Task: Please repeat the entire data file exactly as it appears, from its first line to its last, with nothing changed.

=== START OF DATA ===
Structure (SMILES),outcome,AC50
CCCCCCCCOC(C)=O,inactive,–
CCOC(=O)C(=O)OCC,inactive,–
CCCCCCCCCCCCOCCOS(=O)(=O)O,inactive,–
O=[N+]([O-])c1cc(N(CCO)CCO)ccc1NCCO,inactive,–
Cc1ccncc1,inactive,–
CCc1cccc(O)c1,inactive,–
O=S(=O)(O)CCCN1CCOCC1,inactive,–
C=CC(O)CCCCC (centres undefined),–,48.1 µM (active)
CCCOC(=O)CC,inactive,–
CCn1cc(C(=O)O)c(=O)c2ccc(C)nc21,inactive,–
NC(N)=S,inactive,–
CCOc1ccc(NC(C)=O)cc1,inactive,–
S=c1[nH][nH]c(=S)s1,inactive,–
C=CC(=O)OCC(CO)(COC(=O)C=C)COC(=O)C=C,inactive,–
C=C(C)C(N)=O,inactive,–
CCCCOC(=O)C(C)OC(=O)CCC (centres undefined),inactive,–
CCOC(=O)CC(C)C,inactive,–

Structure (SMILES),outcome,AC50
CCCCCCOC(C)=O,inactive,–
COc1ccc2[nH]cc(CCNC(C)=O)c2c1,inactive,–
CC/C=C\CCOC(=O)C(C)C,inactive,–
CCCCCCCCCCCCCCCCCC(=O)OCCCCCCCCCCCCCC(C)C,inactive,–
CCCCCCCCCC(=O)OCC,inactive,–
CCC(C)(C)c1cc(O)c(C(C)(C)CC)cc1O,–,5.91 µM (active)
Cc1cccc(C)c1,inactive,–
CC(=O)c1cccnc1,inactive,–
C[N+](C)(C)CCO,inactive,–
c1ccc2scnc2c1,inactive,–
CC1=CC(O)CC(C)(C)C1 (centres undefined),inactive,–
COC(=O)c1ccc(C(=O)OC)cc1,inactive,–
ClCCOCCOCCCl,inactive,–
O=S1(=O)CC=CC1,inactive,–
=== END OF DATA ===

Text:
Structure (SMILES),outcome,AC50
CCCCCCCCOC(C)=O,inactive,–
CCOC(=O)C(=O)OCC,inactive,–
CCCCCCCCCCCCOCCOS(=O)(=O)O,inactive,–
O=[N+]([O-])c1cc(N(CCO)CCO)ccc1NCCO,inactive,–
Cc1ccncc1,inactive,–
CCc1cccc(O)c1,inactive,–
O=S(=O)(O)CCCN1CCOCC1,inactive,–
C=CC(O)CCCCC (centres undefined),–,48.1 µM (active)
CCCOC(=O)CC,inactive,–
CCn1cc(C(=O)O)c(=O)c2ccc(C)nc21,inactive,–
NC(N)=S,inactive,–
CCOc1ccc(NC(C)=O)cc1,inactive,–
S=c1[nH][nH]c(=S)s1,inactive,–
C=CC(=O)OCC(CO)(COC(=O)C=C)COC(=O)C=C,inactive,–
C=C(C)C(N)=O,inactive,–
CCCCOC(=O)C(C)OC(=O)CCC (centres undefined),inactive,–
CCOC(=O)CC(C)C,inactive,–

Structure (SMILES),outcome,AC50
CCCCCCOC(C)=O,inactive,–
COc1ccc2[nH]cc(CCNC(C)=O)c2c1,inactive,–
CC/C=C\CCOC(=O)C(C)C,inactive,–
CCCCCCCCCCCCCCCCCC(=O)OCCCCCCCCCCCCCC(C)C,inactive,–
CCCCCCCCCC(=O)OCC,inactive,–
CCC(C)(C)c1cc(O)c(C(C)(C)CC)cc1O,–,5.91 µM (active)
Cc1cccc(C)c1,inactive,–
CC(=O)c1cccnc1,inactive,–
C[N+](C)(C)CCO,inactive,–
c1ccc2scnc2c1,inactive,–
CC1=CC(O)CC(C)(C)C1 (centres undefined),inactive,–
COC(=O)c1ccc(C(=O)OC)cc1,inactive,–
ClCCOCCOCCCl,inactive,–
O=S1(=O)CC=CC1,inactive,–